As part of the its regional expansion program, hybrid rice producer SL Agritech Corp. is set to conduct a pilot test of its palay technology in two Malaysian states, in time with the wet season cropping in April this year.
Manila-based SLAC, in partnership with private firm Titijaya Land Berhad (TLB) and the Malaysian government, will conduct the initial planting on some 1,000 hectares in the states of Penang and Kedah.
SLAC Chairman Henry Lim Bon Liong said they expect a high success rate with the pilot testing of the locally developed hybrid rice variety in Malaysia’s Mindanao-like climate.
“Given this potential commercial planting, the Philippines can be the first to introduce a highly suitable hybrid rice in Malaysia. Our hybrid rice was developed for a tropical climate. Malaysia has a climate much similar to our climate in Mindanao,” said Lim.
Lim said that TLB has already expressed interest in starting importation of seed from the Philippines in order to commence commercial planting of the hybrid rice. However, tests have to be separately carried out in Penang under federal rules.
“We are looking to ship out a minimum of 100 kilos of seeds for which quarantine processes are currently being arranged,” Lim added.
A minimum of one hectare may be set for testing for each of hybrid rice varieties SL-8H, SL-12H, SL-18H, SL-19H and SL-20H.
The official also noted that previous tests in Sarawak has been successful, giving a yield of 9 to 10 metric tons (MT) per hectare, which is significantly higher than the national average inbred rice yield in Malaysia.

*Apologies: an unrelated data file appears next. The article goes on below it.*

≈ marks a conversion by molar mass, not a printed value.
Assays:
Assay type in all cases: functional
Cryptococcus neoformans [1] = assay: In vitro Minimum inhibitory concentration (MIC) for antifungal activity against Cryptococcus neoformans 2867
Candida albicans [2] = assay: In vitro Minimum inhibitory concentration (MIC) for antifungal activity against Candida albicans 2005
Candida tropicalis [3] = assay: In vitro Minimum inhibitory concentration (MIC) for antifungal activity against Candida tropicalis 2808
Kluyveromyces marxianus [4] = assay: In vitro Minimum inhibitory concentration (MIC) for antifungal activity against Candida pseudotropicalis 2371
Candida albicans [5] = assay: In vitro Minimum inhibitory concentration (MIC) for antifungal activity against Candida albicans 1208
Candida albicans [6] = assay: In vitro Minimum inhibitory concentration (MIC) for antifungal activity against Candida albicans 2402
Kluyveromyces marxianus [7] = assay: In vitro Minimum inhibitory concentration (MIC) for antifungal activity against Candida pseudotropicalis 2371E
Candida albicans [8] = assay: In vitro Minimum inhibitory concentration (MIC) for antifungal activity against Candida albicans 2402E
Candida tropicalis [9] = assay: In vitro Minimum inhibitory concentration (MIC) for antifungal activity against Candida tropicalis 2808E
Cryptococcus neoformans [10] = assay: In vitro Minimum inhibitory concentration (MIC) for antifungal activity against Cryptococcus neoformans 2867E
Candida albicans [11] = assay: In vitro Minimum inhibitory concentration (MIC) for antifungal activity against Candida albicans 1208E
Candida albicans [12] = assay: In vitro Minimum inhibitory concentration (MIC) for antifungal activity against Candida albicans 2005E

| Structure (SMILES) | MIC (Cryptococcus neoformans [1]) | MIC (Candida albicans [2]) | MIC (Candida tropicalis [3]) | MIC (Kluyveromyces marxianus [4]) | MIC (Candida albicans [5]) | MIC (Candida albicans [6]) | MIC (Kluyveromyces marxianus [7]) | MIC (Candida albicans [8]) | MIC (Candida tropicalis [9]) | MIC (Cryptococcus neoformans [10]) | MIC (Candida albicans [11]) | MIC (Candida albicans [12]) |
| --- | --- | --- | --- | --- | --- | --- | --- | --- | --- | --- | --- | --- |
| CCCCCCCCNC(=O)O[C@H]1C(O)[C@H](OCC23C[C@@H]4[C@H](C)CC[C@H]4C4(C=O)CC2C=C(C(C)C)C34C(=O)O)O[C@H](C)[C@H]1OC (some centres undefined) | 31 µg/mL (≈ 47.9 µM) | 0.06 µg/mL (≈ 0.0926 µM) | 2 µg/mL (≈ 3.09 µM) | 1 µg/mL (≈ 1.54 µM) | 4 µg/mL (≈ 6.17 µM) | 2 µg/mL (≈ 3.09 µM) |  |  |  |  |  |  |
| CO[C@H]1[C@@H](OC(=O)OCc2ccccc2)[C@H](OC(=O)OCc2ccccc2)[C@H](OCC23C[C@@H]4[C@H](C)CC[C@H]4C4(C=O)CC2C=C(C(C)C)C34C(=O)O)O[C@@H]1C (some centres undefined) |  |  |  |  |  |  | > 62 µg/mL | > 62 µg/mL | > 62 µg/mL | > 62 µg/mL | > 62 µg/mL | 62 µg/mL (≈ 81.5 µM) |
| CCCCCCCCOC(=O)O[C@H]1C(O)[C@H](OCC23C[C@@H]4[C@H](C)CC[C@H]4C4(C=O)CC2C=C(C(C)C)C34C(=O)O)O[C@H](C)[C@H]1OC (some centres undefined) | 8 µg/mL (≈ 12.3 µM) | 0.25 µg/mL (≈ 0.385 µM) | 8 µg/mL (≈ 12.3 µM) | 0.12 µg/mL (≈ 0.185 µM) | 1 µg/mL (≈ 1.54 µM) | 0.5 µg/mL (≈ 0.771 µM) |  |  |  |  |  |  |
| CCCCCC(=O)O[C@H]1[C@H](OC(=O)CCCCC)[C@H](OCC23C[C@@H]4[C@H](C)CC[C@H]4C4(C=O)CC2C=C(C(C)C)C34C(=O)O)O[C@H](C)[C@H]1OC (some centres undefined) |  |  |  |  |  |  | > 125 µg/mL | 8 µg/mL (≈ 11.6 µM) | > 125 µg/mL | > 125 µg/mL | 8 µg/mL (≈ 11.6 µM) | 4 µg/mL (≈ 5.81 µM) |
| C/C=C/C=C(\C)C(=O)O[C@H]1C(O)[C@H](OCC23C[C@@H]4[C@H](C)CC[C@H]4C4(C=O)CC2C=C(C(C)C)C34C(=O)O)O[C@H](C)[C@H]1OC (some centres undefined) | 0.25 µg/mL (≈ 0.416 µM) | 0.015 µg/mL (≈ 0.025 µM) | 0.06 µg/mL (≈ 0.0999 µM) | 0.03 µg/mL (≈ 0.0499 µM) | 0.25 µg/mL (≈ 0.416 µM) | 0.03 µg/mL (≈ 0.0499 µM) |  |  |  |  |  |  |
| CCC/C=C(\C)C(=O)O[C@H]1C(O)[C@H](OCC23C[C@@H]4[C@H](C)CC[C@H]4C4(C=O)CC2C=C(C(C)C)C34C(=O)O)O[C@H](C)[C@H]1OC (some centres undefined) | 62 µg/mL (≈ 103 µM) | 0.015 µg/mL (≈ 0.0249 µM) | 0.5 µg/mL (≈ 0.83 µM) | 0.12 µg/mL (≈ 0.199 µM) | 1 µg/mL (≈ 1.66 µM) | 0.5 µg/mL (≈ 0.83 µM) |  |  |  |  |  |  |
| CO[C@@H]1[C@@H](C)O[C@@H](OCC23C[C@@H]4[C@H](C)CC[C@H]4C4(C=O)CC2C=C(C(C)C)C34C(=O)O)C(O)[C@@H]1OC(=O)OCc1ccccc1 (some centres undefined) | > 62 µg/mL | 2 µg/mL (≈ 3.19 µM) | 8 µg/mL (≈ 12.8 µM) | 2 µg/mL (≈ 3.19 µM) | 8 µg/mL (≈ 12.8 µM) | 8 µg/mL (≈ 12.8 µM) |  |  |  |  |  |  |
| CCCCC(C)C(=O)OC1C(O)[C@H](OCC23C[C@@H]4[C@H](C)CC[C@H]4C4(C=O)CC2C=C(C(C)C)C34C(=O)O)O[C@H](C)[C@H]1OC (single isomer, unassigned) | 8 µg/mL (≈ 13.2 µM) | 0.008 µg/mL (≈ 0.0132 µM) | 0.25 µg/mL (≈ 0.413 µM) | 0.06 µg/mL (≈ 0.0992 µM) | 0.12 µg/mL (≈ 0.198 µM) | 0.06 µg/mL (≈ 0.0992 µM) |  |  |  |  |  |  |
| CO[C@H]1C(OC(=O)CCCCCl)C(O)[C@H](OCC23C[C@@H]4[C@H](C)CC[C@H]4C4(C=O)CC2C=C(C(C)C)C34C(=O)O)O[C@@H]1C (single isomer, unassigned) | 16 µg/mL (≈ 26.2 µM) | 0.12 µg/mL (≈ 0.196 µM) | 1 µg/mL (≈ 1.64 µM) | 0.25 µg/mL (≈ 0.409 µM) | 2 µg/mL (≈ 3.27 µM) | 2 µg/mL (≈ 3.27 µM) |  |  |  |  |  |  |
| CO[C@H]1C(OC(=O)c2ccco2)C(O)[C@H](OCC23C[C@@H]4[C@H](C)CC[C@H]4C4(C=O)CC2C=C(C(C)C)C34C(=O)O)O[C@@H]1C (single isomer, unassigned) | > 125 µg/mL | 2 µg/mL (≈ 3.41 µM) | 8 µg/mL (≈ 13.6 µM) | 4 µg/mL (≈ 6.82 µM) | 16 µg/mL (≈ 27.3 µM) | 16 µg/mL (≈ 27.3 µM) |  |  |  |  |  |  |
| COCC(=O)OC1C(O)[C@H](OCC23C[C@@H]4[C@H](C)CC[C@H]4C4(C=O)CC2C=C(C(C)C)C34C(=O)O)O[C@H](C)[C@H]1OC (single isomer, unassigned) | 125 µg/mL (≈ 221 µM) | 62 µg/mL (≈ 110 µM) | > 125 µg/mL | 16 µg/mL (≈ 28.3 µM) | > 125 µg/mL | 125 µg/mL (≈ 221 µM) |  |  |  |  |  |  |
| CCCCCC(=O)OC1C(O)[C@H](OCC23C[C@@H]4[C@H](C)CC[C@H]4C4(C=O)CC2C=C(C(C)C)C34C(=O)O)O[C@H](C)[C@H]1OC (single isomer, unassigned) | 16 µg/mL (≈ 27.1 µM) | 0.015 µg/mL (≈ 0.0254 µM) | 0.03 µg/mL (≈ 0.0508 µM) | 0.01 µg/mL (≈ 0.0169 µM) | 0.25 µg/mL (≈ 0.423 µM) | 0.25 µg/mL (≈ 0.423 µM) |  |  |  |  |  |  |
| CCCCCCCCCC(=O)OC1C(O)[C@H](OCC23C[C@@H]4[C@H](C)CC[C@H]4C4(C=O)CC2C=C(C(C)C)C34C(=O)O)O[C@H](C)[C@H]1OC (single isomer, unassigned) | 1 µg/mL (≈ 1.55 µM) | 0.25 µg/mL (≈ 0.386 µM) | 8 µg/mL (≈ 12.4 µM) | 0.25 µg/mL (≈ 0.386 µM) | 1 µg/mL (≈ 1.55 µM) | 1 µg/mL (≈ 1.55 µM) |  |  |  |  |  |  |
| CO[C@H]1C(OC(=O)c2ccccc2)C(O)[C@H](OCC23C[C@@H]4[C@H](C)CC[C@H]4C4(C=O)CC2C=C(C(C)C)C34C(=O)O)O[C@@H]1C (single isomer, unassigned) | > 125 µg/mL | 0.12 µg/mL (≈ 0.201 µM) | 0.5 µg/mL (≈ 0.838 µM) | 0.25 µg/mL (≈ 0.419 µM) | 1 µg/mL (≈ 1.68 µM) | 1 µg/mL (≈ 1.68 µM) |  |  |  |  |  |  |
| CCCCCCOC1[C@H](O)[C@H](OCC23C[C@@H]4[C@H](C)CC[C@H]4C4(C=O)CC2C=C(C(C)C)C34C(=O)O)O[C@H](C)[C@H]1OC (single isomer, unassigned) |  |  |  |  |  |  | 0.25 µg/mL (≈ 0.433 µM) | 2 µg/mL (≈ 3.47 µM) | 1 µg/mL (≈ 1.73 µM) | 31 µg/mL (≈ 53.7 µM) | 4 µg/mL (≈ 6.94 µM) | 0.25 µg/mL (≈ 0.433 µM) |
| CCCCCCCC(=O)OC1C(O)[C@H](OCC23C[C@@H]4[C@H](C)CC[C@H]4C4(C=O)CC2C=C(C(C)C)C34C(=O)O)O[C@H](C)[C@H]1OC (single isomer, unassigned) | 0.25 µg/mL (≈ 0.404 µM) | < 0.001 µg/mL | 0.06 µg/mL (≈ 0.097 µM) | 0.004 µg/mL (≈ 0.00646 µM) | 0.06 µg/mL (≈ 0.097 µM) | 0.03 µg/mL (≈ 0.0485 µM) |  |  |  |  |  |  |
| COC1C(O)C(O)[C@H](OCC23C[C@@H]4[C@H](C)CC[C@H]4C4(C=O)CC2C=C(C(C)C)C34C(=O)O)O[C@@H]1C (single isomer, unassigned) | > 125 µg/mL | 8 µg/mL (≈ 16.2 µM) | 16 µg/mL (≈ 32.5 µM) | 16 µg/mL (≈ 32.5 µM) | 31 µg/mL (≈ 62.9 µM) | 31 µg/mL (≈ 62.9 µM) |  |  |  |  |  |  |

“Unfortunately, we can’t just use the results of the test in Sarawak in order to right away do commercial planting in Penang because of Malaysia’s government policies,” he said.
A technical team from SLAC, led by rice specialist Dr. Frisco Malabanan, recently conducted a technical briefing on hybrid rice for the Malaysian government through its agricultural state research agency Malaysian Agricultural Research and Development Institute.
SLAC has been developing links to Malaysian agriculture experts through its association with the Brunei Indonesia Malaysia Philippines-East Asia Growth Area (BIMP-EAGA).
On top of the interest to plant hybrid rice, private firms in Malaysia have also expressed intentions to import SLAC’s finished product, Dona Maria premium rice.
“This will demonstrate to the Malaysian market the good quality of Philippines’ hybrid rice,” Malabanan said.
Malaysia presently imports around 35 percent of its rice supply, largely from Thailand.
Malaysia’s rice production continues to be dominated by inbreds, although China’s rice producers have already sought to introduce hybrid rice in the country. The Chinese hybrid rice, however, which is suited for temperate climates, has not been successfully planted in Malaysia.
The Malaysian government has been seeking to raise self-sufficiency in rice production amid its limited rice area.